In this 2005 article, Fundraising After Natural Disasters and Crises: Internet Strategies for Non-Relief Nonprofits, three approaches are discussed that may be worth taking a look at now:
- Continue to communicate and link the event to your mission
- Conduct a micro-campaign if involved in some aspect of supporting relief efforts
- Be an agent for relief efforts with your out-of-town supporters
In a more recent article, Communicate NOW on Govt. Shutdown Impact, similar approaches are outlined with samples from nonprofits who have leveraged the government shutdown for their fundraising.
The Estes Park Nonprofit Resource Center is collecting information to specifically support the nonprofits in our community during this time of recovery. Please let us know if you have specific needs or information to pass-on. Either leave a comment below or send an email to email@example.com.
We are all in this together!
At this time of year, many nonprofits are looking at who they can recruit to fill the positions of board members ending their term. Will any warm body do? Not if you want to ensure your organization thrives!
Here are 10 points to remember as you recruit new board members. You may also want to consult these FAQs on Board Responsibilities and Structures from BoardSource.
One recommendation for strategically approaching board member recruitment is to prepare a board recruitment matrix. It can help organize thoughts around the skill sets that are needed on your board.
Many other board development resources are available from BoardSource, Create the Future and Cause & Effect.
Or how to keep them engaged and coming back? Here are 10 Ways to Make Them Happy.
EPNRC can help you with #6!
Invite your volunteers to our National Philanthropy Day in Estes Park celebration“Enriching Estes With a Giving Heart – Celebrating the mark volunteers and donors make on our community.” The event is on Thursday, Nov. 14 from 4-6 pm at the YMCA of the Rockies. We can provide you with printed and electronic invitations to send, or do the mailing for you. Contact Jill at firstname.lastname@example.org or 970-480-7805 to make arrangements.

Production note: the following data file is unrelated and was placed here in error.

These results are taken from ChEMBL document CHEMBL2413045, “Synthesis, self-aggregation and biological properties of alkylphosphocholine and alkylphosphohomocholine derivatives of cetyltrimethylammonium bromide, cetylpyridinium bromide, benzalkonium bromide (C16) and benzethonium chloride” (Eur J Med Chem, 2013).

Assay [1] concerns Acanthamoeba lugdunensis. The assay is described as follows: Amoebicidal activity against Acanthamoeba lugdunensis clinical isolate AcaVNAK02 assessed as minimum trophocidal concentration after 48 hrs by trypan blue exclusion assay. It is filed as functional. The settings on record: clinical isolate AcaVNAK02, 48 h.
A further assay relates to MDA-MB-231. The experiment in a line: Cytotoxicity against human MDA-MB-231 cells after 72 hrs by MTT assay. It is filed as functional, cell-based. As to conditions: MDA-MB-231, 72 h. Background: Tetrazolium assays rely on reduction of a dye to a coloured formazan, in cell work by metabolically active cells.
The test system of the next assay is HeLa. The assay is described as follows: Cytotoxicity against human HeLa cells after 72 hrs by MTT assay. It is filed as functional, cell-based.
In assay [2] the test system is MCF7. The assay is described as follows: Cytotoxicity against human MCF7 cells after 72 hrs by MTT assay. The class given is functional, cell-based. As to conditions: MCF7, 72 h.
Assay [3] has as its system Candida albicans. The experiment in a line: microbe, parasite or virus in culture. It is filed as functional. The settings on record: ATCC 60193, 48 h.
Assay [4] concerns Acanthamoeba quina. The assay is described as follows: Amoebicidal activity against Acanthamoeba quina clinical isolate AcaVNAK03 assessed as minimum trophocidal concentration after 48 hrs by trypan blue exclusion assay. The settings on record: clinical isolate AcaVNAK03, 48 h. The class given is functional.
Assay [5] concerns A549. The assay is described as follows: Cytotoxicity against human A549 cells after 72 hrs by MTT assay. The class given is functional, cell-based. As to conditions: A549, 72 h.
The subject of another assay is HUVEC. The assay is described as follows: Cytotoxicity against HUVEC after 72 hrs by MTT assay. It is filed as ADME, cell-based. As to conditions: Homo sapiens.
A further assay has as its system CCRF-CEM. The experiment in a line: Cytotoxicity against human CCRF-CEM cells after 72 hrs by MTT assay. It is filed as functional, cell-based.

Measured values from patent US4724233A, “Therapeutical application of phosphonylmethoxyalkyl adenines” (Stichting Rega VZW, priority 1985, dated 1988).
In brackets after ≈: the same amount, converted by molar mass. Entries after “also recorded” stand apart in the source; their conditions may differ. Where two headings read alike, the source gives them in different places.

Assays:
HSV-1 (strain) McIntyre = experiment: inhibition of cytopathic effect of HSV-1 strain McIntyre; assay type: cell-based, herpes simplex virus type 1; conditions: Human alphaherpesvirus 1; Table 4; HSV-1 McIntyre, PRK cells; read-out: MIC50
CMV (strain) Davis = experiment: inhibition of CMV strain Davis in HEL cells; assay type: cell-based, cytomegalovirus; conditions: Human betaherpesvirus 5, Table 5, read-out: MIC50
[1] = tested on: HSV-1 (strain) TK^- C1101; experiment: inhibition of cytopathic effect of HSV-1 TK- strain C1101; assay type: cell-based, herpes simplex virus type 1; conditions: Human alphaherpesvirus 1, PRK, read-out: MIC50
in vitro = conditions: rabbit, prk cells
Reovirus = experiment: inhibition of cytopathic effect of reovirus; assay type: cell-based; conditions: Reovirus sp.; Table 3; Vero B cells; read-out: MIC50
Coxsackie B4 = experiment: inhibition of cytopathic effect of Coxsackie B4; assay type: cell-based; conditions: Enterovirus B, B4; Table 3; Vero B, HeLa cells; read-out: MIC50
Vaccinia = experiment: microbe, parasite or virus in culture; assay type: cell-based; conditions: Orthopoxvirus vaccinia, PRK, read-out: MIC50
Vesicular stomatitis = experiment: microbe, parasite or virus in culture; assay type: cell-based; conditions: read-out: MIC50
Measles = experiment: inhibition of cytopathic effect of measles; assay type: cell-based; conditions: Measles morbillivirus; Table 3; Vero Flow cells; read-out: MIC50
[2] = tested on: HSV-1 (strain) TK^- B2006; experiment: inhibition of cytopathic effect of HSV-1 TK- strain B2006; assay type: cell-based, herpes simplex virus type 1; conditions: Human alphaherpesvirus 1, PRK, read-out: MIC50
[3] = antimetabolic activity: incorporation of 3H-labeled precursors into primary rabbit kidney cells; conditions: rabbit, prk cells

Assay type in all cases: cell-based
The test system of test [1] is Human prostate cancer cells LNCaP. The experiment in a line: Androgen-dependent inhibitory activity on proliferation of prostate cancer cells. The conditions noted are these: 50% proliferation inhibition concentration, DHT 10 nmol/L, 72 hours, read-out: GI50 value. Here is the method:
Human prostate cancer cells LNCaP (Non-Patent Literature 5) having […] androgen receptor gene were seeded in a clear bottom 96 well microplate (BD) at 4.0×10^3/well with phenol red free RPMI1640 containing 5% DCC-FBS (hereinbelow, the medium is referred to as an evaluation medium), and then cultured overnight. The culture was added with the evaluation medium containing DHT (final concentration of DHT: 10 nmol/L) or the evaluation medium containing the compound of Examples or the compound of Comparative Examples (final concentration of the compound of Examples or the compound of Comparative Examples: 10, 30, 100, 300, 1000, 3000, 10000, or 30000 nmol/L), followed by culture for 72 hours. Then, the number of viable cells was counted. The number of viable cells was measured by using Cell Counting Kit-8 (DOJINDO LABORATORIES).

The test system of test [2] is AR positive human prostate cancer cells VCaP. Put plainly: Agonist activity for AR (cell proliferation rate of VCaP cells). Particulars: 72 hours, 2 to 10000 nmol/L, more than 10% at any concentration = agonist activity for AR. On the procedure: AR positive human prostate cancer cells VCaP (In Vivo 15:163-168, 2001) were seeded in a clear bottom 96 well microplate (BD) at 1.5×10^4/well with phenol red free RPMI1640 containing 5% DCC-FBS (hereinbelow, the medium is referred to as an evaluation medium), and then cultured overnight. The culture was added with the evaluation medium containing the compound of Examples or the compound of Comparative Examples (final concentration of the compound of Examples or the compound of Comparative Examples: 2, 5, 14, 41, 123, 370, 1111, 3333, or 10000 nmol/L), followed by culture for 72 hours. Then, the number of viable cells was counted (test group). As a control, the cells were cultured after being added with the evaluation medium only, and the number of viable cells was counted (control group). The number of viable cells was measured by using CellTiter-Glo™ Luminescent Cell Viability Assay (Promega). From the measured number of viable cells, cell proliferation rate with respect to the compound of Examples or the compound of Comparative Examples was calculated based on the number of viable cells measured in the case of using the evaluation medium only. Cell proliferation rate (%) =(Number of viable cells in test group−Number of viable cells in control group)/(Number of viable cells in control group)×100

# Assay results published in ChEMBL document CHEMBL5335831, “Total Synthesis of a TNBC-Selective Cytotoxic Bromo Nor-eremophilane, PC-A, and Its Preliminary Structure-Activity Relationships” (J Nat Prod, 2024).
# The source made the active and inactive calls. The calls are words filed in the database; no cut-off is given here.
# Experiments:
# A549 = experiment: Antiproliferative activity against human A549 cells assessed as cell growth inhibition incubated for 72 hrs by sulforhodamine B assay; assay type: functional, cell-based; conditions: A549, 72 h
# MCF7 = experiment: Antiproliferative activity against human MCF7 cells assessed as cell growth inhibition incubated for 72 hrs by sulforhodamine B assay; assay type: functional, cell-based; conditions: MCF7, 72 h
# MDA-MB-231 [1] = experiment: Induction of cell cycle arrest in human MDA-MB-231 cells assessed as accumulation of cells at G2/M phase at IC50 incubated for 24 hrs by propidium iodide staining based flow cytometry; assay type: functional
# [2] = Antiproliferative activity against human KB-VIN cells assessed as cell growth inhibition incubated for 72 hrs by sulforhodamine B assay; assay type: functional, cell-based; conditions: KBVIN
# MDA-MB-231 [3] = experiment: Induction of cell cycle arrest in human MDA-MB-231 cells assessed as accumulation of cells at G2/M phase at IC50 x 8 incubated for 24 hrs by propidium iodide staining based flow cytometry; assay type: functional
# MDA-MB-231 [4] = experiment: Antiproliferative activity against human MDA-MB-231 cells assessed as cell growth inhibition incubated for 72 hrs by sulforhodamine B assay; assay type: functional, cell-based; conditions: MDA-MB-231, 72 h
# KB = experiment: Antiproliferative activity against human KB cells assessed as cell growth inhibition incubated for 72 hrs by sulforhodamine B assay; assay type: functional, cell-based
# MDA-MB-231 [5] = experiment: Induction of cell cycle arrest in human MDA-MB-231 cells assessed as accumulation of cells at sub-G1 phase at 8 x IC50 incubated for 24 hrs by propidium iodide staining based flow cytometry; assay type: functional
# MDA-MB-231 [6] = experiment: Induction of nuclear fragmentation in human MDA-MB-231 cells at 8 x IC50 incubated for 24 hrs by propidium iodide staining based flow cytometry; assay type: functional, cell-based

Another great presentation from Movie Monday! How to use a donor strategy tool and donor archetypes to provide ideas on ways to deepen your relationships with donors.
Do the examples discussed remind you of one of your donors? Hope this thought process helps you connect with them in a more meaningful way!
The article Do Storytelling and Data Have Chemistry in Your Fundraising World? from the Nonprofit Quarterly makes some great points about the importance of including organizational data when you tell your stories, including…
By offering supporting data, organizations demonstrate their capacity to replicate an individual story on a broader level with others in their target audience, whatever it may be. In essence, the data represent the pool of achievability through the specific activity or event that took place: how many more lives the group can touch, polar bears it can save, or dollars in storm damage it can help prevent. Without offering additional numbers or metrics, funders and supporters remind themselves of the old adage for investing: “Past performance is no indication of future success.” Without describing a model for how an outcome was achieved, how will people know that it can be done again?
Have you had success incorporating data in your storytelling to show program/organizational effectiveness beyond the instance being shared?
VolunteerMatch has been collecting ways to recognize volunteers through a LinkedIn discussion and they are up to 96. Here is their list of the top 20.
The EPNRC has several easy ways you can add to your own volunteer recognition efforts!
- Send us your volunteer or donor stories and photos so that we can share them with the entire Estes Valley community. Email them to email@example.com, then be sure to “like” the EPNRC facebook page.
- Nominate an outstanding volunteer for the individual or business philanthropist of the year award. Get more details and download the nomination form.
- Invite your volunteers to our National Philanthropy Day in Estes Park celebration “Enriching Estes With a Giving Heart – Celebrating the mark volunteers and donors make on our community.” The event is on Thursday, Nov. 14 from 4-6 pm at the YMCA of the Rockies. We can provide you with printed and electronic invitations to send, or do the mailing for you. Contact Jill at firstname.lastname@example.org to make arrangements.
For more details visit our philanthropy day page or facebook event.